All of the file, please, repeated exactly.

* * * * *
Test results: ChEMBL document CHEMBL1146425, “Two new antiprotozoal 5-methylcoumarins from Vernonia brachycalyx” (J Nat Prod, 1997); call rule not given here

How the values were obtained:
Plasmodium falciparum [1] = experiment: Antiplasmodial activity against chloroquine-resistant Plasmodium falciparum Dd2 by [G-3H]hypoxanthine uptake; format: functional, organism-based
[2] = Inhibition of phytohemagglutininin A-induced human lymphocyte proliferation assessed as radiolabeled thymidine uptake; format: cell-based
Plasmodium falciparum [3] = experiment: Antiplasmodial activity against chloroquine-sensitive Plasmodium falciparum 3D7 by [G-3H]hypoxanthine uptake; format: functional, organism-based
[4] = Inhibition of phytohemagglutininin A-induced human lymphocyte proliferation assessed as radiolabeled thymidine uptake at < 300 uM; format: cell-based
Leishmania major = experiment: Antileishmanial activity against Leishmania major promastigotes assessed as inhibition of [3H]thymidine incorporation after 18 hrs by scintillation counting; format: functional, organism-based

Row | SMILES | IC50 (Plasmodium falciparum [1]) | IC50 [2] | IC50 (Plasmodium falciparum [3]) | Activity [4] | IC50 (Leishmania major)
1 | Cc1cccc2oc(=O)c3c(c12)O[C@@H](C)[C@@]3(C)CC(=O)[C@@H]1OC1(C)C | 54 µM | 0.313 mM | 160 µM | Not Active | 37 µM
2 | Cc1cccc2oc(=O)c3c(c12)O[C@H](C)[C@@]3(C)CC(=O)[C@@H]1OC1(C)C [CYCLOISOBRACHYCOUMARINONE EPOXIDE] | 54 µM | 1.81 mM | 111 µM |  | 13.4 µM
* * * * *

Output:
Test results: ChEMBL document CHEMBL1146425, “Two new antiprotozoal 5-methylcoumarins from Vernonia brachycalyx” (J Nat Prod, 1997); call rule not given here

How the values were obtained:
Plasmodium falciparum [1] = experiment: Antiplasmodial activity against chloroquine-resistant Plasmodium falciparum Dd2 by [G-3H]hypoxanthine uptake; format: functional, organism-based
[2] = Inhibition of phytohemagglutininin A-induced human lymphocyte proliferation assessed as radiolabeled thymidine uptake; format: cell-based
Plasmodium falciparum [3] = experiment: Antiplasmodial activity against chloroquine-sensitive Plasmodium falciparum 3D7 by [G-3H]hypoxanthine uptake; format: functional, organism-based
[4] = Inhibition of phytohemagglutininin A-induced human lymphocyte proliferation assessed as radiolabeled thymidine uptake at < 300 uM; format: cell-based
Leishmania major = experiment: Antileishmanial activity against Leishmania major promastigotes assessed as inhibition of [3H]thymidine incorporation after 18 hrs by scintillation counting; format: functional, organism-based

Row | SMILES | IC50 (Plasmodium falciparum [1]) | IC50 [2] | IC50 (Plasmodium falciparum [3]) | Activity [4] | IC50 (Leishmania major)
1 | Cc1cccc2oc(=O)c3c(c12)O[C@@H](C)[C@@]3(C)CC(=O)[C@@H]1OC1(C)C | 54 µM | 0.313 mM | 160 µM | Not Active | 37 µM
2 | Cc1cccc2oc(=O)c3c(c12)O[C@H](C)[C@@]3(C)CC(=O)[C@@H]1OC1(C)C [CYCLOISOBRACHYCOUMARINONE EPOXIDE] | 54 µM | 1.81 mM | 111 µM |  | 13.4 µM